In every case, this helped me hear the text in a fresh way. You can get this freshness by reading any translation other than your most familiar one. But, here are some recommended versions that can really help you get out of your rut:

  • The Message. A paraphrase by Eugene Peterson who was a careful Biblical languages scholar, and pastor.
  • The Kingdom New Testament. A recent translation by N.T. Wright, one of the most well-known and influential NT scholars. Wright it a world-class Greek scholar, and one of the leading experts on Paul, so this translation can be very helpful in untangling complicated Pauline passages.
  • The NET Bible (New English Translation). A new translation done by a team of excellent Biblical language scholars. The cool thing about this one is that in the web version, it includes extensive translator notes so you can see why the translators chose the rendering they did, as well as the ability to instantly compare the verse to other translations, and see the original Greek and Hebrew behind the passage. An incredible study tool. (Get the book or use the website)
  • The Complete Jewish Bible. Jesus and all the early Christians were Jewish. All the writers of the New Testament, with the possible exception of Acts and Luke were Jewish. The “Christian origin story” emerges from the Jewish story. This translation is translated in a way that highlights the Jewish origins of the text. A great translation to help you deepen in your understanding of the connections between Judaism, the Old Testament, and the New.
  • The Contemporary English Version. A clear and simple translation, that feels easy to read like a paraphrase, but that is based more directly on the original language texts.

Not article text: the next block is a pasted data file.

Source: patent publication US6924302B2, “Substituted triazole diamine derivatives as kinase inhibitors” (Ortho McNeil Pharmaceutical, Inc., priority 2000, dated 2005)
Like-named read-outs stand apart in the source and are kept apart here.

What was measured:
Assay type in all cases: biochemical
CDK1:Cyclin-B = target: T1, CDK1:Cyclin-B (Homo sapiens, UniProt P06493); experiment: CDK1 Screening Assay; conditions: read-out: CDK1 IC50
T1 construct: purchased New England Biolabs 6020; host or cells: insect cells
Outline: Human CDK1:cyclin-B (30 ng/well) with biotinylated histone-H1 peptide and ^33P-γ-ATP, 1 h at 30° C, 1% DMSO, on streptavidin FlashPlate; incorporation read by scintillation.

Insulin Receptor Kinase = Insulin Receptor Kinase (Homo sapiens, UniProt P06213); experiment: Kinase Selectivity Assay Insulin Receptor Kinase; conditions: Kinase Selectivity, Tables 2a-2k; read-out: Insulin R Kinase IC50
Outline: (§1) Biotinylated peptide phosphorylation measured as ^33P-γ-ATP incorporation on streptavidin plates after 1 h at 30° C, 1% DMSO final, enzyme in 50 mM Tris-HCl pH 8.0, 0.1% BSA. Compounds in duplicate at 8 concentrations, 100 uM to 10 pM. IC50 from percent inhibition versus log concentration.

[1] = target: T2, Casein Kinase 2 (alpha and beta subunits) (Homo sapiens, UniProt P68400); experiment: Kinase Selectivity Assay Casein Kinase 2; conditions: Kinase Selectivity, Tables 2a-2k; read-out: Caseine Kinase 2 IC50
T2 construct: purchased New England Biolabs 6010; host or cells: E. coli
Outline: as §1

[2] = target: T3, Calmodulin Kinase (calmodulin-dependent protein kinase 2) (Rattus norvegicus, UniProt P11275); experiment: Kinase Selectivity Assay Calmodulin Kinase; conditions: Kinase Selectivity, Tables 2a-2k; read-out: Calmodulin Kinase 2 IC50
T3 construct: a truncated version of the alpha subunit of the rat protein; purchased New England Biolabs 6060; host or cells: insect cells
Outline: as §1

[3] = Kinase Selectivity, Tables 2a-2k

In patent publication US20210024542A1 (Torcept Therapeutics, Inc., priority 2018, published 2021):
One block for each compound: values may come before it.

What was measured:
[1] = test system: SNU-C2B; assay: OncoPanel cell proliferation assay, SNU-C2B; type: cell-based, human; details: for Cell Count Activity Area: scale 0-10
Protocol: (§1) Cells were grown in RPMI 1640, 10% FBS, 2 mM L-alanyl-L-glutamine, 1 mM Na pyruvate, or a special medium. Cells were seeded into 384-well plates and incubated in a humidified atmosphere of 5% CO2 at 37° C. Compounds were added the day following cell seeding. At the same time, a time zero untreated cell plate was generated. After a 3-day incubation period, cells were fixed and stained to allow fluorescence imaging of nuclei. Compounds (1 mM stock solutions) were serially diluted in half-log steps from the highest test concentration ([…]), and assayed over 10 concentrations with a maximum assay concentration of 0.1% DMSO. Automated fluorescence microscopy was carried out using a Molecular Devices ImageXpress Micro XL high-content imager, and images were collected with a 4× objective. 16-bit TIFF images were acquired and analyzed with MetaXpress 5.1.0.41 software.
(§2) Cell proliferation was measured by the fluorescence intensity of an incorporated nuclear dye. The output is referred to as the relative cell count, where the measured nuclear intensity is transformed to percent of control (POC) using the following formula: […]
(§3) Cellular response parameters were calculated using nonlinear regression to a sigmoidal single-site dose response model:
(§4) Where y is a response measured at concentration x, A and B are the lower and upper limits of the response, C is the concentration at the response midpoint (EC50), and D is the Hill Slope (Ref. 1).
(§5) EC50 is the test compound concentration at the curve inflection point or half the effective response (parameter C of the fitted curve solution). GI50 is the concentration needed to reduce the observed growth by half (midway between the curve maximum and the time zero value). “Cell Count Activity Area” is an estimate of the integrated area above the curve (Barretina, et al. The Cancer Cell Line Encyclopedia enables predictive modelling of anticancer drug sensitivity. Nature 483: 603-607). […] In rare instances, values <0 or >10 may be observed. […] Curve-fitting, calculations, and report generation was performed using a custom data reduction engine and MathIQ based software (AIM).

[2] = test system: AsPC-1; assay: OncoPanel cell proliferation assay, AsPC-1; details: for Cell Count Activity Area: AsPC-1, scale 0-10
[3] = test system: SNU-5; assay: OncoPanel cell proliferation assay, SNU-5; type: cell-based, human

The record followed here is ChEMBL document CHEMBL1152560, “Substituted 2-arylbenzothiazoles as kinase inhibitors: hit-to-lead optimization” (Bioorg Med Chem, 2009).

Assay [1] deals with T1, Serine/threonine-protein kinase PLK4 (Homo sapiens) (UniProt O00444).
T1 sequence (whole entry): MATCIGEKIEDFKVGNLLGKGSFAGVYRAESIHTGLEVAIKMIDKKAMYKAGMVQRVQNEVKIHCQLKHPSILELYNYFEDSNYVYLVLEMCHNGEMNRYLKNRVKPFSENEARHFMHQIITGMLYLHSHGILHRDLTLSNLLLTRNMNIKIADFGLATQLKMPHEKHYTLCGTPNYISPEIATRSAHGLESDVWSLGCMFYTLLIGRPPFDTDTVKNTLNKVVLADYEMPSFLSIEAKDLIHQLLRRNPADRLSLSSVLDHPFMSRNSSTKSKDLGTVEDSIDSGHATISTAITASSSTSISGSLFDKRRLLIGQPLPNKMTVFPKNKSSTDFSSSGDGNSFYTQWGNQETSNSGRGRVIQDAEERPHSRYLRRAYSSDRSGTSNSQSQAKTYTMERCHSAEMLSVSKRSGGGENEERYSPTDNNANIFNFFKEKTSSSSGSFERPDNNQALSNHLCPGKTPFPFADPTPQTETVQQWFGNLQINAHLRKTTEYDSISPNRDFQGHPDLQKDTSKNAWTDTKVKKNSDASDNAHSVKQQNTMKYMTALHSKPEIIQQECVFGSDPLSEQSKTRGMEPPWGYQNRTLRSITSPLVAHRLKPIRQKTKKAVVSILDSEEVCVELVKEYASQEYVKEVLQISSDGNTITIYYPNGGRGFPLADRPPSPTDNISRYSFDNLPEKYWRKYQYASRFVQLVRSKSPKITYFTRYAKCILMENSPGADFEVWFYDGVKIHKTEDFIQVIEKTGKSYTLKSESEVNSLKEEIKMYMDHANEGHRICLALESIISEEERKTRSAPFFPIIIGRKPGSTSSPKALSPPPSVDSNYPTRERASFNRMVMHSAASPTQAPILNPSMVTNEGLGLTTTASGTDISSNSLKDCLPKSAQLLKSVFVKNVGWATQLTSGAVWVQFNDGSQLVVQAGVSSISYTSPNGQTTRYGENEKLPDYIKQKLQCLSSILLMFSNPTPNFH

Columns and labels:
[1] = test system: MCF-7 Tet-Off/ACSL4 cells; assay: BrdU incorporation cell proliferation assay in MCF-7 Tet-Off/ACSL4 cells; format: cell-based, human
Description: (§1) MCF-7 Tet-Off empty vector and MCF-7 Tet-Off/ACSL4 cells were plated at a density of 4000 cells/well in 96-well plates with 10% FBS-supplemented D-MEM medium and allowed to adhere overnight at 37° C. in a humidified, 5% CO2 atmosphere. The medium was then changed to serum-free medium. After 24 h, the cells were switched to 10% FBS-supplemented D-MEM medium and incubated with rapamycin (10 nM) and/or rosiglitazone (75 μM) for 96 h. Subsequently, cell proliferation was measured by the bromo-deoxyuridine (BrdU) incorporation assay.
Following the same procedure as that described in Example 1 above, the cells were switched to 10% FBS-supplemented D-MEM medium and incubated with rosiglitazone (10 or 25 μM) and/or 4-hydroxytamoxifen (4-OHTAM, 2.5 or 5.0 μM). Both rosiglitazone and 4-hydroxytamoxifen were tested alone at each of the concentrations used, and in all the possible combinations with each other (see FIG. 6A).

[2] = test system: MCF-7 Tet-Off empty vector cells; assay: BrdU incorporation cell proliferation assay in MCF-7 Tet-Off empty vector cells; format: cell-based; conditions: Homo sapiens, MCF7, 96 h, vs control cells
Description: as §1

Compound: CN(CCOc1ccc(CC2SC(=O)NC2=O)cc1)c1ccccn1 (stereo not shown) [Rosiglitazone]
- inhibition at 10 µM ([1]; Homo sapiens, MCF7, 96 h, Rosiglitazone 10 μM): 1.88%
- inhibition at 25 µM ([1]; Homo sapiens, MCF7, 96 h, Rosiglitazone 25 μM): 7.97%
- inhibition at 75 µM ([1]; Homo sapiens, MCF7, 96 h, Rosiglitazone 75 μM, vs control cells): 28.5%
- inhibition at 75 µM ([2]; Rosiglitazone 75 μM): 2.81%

2nd Timothy 3:17 says that the purpose of scripture is to complete us and equip us for every good work. That’s what happens when we allow scripture to shape us. But doesn’t happen unless we spend time with it. So, find your path forward. God really does do incredible and unexpected things when we bring ourselves before scripture with an open heart. That’s when we go from reading to having an encounter with the Holy Spirit.


Even More Resources for a Better Relationship With Scripture

Here’s a selection of other resources that may help you troubleshoot your own obstacles, or find a Bible that is a good match for your needs.

SERIES: YOU NEED A GOOD BIBLE
This three-part series is all about Bible versions. Which ones are trustworthy and how to decide that for yourself. How to find a Bible that is the right fit for you.

SERIES: OVERCOMING OBSTACLES TO THE BIBLE
This series is all about how to deal with different obstacles we have that keep us from getting comfortable with the Bible. Bible versions.


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2 thoughts on “Struggling to get into scripture? Here’s 5 ways to keep your experience of the Bible fresh.

  1. Thank you for this. I have been struggling with scripture, most notably the psalms for a while now. My answer to this has been to focus on the gospel readings from the daily lectionary. It’s a small step, but it’s doable and in no ways overwhelming. After listening to NT Wright’s book on Paul, I feel I am now (almost) ready to read Acts and the epistles again with fresh eyes. Thank you for the recommendation of the NT Wright translation of the New Testament. I feel it will be a valuable asset in the next phase of my spiritual journey.

    1. Jon, thanks so much for the comment! What you did by choosing just to focus on a different part of the lectionary reading was really smart. I’m from a church tradition that didn’t use the lectionary, and I think a lot of evangelical Christians are unfamiliar with it. But it’s a great tool to help provide that consistency over the long haul.

      I think it will be interesting for you to read the NT again with the background you’ve gained from N.T. Wright. I’d love to hear how that goes for you.